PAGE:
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Project focuses on making physical education enjoyable for all students

The National Association for Sport and Physical Education states that physical education is an integral part of the total educational experience children receive throughout grade school. While physical education classes serve a vital purpose in the daily lives of students, teachers are presented with challenges in creating a harmonious, safe and enjoyable learning environment for each of them.  

College of Education faculty members Vanessa Hinton, Alice Buchanan and Margaret Flores have joined together to create the Positive Behavior Support in Physical Education (PBS-PE) project. The project focuses on various strategies physical education teachers can implement to improve instruction and include students with disabilities or those who from populations considered “at-risk.”  

“The more strategies teachers have to teach appropriate behavior, the better off it’s going to be for everybody,” said Hinton, a visiting professor in the Department of Special Education, Rehabilitation and Counseling. “We are planning to build a repertoire of strategies that teachers have in ways of problem solving.”  

Students with disabilities or diverse needs receive individualized attention in the classroom, but in the gym, it is often a different story.  

“One reason physical education is not implementing these things as well is because they work with so many students at once,” said Buchanan, an associate professor of physical education in the Department of Kinesiology. “It’s hard to individualize.”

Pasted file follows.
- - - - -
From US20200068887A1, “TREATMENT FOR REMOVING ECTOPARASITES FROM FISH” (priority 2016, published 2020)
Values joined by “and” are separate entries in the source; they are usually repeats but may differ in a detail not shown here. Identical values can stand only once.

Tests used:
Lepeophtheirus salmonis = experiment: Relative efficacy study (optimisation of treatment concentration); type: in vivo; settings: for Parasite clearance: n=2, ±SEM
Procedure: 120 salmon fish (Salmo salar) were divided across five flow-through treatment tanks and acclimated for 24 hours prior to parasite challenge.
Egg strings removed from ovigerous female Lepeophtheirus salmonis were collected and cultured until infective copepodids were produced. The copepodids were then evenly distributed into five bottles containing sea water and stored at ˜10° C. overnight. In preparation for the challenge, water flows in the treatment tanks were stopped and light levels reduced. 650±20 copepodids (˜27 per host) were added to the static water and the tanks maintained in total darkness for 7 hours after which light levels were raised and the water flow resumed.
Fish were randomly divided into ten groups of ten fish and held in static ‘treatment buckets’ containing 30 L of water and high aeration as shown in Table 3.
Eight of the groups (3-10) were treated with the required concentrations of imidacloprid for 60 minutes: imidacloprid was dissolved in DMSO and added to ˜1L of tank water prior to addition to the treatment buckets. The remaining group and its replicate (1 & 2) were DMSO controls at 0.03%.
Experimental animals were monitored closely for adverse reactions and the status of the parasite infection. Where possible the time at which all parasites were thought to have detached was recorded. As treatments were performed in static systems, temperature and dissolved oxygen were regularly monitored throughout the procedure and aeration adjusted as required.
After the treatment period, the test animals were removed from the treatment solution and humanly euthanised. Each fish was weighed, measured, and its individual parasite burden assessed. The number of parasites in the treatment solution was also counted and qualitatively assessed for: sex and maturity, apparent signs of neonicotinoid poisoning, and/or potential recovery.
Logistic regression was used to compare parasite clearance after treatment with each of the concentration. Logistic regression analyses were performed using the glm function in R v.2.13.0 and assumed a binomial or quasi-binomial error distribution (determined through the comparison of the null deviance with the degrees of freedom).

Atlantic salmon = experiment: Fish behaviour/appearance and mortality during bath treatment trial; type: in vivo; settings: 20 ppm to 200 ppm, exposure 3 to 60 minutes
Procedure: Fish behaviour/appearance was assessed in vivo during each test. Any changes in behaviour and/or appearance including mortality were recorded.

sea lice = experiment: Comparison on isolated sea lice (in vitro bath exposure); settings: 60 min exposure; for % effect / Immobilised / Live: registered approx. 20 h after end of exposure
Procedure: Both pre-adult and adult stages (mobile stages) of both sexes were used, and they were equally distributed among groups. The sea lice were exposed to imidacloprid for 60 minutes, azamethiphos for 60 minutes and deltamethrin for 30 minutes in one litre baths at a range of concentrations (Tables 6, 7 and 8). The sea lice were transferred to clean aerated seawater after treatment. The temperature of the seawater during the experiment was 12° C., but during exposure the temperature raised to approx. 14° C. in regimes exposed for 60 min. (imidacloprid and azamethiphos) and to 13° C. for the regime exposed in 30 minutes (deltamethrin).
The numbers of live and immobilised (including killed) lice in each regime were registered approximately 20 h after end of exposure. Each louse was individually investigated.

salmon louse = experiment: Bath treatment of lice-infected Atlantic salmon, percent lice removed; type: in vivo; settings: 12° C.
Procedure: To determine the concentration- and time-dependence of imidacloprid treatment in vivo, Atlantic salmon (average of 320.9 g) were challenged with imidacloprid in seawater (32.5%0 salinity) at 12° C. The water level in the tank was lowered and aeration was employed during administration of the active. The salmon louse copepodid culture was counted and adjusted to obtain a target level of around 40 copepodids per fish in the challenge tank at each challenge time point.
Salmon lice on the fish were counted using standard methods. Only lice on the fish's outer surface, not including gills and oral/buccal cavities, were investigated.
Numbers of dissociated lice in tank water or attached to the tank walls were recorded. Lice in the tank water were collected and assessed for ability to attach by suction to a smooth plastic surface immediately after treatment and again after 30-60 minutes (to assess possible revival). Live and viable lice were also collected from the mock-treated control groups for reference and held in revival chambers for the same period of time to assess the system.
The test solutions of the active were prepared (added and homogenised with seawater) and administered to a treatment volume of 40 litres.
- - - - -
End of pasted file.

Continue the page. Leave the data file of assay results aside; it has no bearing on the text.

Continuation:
The group looks at Positive Behavior Supports based on a three-tiered system. The first tier, according to Flores, is based on strategies used for everyone. Students in the second tier require a little more attention, and the final tier requires individualized needs.  

“Some of this involves how we teach teachers to change general ways of doing things that help support each tier of children in the class,” said Flores, an associate professor of special education. “We do it by groups to avoid the complications of individualizing something to every single child in a 30-student classroom.”   

Rather than putting a student in time out or sending them to the principal’s office, faculty members urge teachers to spend time meeting the needs of a student population that is becoming increasingly diverse. One of the ultimate goals for the project is to increase student participation rates.  

“We want the students to be integrated as much as we possibly can,” Hinton said.  

By combining specialized instruction knowledge and good physical education practices, the group has come up with ideas for integration they plan to present at their first workshop. The workshop will be held in April at the Alabama State Association for Physical Education Recreation and Dance Spring Conference in Orange Beach, Ala.  

“We’re individualizing things to students,” Buchanan said. “If you know what their issue is, you can try and address it ahead of time so that when it comes up, there is a plan.”  

The group also focuses on how to properly set up a safe and orderly learning environment so that teachers can effectively keep children on task and monitor student behavior.  

“Physical education is a little different because there is more movement,” Hinton said. “They’re expected to tag each other so there are times when you may need a lesson on what it means to tag and how not to tag.”  

An interactive website will offer a community learning database where physical education teachers that implement various strategies can communicate and share their ideas and experiences.  

“It’s a way to problem solve. It allows for follow up and support so that if you do implement a strategy and it fails, you can find out how to fix it,” Flores said.  

Although the PBS-PE project is in its early stages, Hinton, Flores and Buchanan have high hopes for positive end results in classrooms where PBS-PE strategies are implemented.  

“Learning is learning, so sometimes there may be strategies you can use from teachers teaching reading or math and they may apply to teachers teaching physical education,” Hinton said.

Last Updated: Mar 19, 2013

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